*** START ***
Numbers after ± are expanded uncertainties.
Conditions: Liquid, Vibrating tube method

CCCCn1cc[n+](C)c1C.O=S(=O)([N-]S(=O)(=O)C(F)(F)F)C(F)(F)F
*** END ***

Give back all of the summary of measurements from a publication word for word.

Numbers after ± are expanded uncertainties.
Conditions: Liquid, Vibrating tube method

CCCCn1cc[n+](C)c1C.O=S(=O)([N-]S(=O)(=O)C(F)(F)F)C(F)(F)F